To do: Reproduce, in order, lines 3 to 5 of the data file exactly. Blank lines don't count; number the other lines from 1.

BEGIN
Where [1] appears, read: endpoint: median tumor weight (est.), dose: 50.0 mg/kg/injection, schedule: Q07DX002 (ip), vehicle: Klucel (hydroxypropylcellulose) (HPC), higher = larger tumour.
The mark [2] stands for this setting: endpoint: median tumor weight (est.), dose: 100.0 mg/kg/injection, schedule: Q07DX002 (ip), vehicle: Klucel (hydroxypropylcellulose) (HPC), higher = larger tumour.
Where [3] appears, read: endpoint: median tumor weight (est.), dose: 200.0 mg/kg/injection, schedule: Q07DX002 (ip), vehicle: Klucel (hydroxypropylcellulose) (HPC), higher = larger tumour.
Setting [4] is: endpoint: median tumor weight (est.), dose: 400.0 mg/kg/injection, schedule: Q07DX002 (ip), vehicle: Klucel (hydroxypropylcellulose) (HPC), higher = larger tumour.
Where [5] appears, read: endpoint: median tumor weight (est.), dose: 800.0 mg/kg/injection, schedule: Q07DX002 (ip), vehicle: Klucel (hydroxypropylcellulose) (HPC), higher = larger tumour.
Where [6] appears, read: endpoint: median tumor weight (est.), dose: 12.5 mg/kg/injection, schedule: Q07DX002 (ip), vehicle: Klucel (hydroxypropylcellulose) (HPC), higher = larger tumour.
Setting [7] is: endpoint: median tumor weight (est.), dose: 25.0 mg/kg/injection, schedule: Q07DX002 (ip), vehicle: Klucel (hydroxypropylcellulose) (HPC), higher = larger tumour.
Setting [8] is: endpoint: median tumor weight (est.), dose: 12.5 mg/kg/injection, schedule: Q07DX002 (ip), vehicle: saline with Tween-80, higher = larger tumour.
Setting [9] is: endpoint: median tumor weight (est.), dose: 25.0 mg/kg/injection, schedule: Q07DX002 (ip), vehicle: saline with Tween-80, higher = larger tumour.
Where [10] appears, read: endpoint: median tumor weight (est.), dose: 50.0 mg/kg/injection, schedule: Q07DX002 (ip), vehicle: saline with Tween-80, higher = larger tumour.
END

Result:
Where [3] appears, read: endpoint: median tumor weight (est.), dose: 200.0 mg/kg/injection, schedule: Q07DX002 (ip), vehicle: Klucel (hydroxypropylcellulose) (HPC), higher = larger tumour.
Setting [4] is: endpoint: median tumor weight (est.), dose: 400.0 mg/kg/injection, schedule: Q07DX002 (ip), vehicle: Klucel (hydroxypropylcellulose) (HPC), higher = larger tumour.
Where [5] appears, read: endpoint: median tumor weight (est.), dose: 800.0 mg/kg/injection, schedule: Q07DX002 (ip), vehicle: Klucel (hydroxypropylcellulose) (HPC), higher = larger tumour.